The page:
Neicee, RN, BSN
  2. by   virmm1
    What I want to know is : Are most of the DONs in these facilities former NAs? or Is it just management in general that lets CNAs run the place. One of the LTC facilities I worked in the RN supervisor was a CNA before becoming an RN and we, the LPN's had to help the aides make two rounds in addition to doing our own work. The aides were actually doing 2 rounds on their own. It was a small facility and there was 1 aid for 8 residents. This was on 11-7. Its not like the rounds were killer rounds or anything.
    Another small facility where I worked the DON ws a former CNA. Most of the CNAs there on 11-7 were sorry too. Forget about diciplining one of them, the DON wouldn't do anything to them if they were written up. The majority of the aides had the authority problem. Many of them would remind you that they're grown but yet they didn't want to have to work. I don't think any of the nurses could ask an aide to do something and not get attitude. Also at this facility if an aide didn't want to work on her assigned unit she would think nothing of calling the DON at 11:30, 12:00 AM to get her to change the assignment. RIDICULOUS!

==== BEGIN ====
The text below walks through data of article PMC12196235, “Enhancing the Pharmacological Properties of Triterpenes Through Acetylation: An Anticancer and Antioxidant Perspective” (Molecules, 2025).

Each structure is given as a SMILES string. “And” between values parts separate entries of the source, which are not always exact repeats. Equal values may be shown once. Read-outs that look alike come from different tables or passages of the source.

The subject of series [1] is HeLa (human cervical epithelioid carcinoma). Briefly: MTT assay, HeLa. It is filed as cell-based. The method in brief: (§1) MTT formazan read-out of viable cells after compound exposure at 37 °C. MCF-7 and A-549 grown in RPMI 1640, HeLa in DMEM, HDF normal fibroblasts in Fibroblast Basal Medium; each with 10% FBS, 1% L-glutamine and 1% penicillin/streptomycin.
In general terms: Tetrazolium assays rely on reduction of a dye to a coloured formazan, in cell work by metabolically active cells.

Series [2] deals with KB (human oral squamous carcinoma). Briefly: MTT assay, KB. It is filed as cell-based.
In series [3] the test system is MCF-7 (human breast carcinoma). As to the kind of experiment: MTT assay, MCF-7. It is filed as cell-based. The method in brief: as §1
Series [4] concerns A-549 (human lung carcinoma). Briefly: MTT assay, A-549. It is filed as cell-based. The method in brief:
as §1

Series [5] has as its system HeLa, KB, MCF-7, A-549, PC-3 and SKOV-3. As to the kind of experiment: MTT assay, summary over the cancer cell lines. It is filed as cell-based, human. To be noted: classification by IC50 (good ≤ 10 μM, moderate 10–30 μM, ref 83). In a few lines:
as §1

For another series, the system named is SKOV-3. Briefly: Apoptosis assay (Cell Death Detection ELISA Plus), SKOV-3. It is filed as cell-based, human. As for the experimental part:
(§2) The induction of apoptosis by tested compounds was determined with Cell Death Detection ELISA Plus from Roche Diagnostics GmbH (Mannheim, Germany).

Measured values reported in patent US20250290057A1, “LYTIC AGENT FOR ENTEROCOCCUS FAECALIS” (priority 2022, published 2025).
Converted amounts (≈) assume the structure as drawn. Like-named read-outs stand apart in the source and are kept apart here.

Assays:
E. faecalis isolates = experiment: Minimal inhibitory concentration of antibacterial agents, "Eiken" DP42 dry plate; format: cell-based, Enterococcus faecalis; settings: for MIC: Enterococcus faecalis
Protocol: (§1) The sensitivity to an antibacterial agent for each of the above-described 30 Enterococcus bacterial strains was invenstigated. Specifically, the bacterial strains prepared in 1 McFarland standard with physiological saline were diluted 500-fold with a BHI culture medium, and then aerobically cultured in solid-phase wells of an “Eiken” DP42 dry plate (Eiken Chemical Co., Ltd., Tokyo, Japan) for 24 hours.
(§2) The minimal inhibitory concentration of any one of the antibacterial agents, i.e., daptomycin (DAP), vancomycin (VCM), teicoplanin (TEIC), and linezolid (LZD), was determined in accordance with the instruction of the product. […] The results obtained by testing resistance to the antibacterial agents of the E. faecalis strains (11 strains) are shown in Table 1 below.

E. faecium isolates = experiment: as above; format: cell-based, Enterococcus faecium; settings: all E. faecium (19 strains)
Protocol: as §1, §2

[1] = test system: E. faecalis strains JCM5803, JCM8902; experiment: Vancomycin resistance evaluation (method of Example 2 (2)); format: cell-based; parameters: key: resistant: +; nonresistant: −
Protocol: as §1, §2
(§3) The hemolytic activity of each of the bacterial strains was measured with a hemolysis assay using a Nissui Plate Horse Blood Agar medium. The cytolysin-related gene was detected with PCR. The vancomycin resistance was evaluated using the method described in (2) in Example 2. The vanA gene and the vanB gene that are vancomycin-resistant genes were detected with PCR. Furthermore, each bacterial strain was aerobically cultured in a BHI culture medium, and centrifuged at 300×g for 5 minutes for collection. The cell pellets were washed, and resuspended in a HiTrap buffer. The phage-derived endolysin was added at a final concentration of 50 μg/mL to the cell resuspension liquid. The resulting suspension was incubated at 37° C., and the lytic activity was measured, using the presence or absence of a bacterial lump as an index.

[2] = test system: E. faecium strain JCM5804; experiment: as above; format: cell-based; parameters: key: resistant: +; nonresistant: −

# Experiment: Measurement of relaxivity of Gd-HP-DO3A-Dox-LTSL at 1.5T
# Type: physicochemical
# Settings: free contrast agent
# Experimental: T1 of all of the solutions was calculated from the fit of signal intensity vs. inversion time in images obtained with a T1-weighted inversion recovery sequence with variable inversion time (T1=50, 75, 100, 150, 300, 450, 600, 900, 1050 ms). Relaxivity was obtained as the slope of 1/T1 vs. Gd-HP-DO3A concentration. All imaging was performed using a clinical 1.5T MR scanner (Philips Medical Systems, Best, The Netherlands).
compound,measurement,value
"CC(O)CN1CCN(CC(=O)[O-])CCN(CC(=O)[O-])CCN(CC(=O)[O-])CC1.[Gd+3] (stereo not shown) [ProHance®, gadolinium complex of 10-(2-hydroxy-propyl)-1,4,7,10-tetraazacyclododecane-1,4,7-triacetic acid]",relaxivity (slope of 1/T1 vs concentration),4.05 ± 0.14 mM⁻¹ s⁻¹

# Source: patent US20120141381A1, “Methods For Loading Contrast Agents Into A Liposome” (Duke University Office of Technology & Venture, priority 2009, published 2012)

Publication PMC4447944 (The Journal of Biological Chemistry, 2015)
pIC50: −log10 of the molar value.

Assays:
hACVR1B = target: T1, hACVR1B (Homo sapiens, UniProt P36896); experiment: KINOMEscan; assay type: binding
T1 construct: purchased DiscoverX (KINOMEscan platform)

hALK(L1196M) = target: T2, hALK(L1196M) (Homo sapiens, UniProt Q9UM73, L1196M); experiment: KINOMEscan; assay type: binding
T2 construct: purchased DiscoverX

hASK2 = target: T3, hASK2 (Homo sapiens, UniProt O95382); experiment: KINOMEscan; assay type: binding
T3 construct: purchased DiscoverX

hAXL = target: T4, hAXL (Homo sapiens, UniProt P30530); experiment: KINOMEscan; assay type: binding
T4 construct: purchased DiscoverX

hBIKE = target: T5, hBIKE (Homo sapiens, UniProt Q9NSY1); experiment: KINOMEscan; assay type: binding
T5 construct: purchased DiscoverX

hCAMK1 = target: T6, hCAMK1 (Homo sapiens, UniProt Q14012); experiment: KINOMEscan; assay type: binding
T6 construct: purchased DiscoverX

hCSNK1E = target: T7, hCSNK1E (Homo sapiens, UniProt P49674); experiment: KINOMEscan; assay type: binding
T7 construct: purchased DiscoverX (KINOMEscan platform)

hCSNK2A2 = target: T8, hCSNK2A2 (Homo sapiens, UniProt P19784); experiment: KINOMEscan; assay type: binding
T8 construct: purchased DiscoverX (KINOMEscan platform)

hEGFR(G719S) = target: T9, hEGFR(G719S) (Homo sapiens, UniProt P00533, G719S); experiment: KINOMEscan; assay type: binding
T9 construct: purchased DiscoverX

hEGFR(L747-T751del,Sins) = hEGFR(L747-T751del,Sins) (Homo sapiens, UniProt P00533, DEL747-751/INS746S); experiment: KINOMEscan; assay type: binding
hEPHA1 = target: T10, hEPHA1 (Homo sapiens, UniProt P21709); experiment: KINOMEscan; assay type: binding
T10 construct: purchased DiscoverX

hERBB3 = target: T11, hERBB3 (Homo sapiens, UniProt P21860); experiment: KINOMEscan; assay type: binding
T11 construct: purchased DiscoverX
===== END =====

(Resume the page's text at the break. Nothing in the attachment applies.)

I am now back in LTC after a 7 yr break. While most of the CNAs do their jobs there are still ones who think they should be paid for just showing up. I have heard from other nurses that nothing is done when the aides are written up at this facility either. The recently former DON ws a former CNA also. We have just gotten a new DON, just started last Monday.I am waiting to see how she is. I heard one of our aides telling some of the others that she worked w/ this RN before and she is a B****. I'm hoping thats a good thing. I too am tired of call lights not being answered and rsds not being taken to the bathroom after meals when the rsd requests to go. Because" I just took them" before whatever mealtime it happens to be. When I can I help the aides by toileting rsds and answering call lights but the skilled hall I work has heavy med passes and short of an emergency I will not interupt the med pass.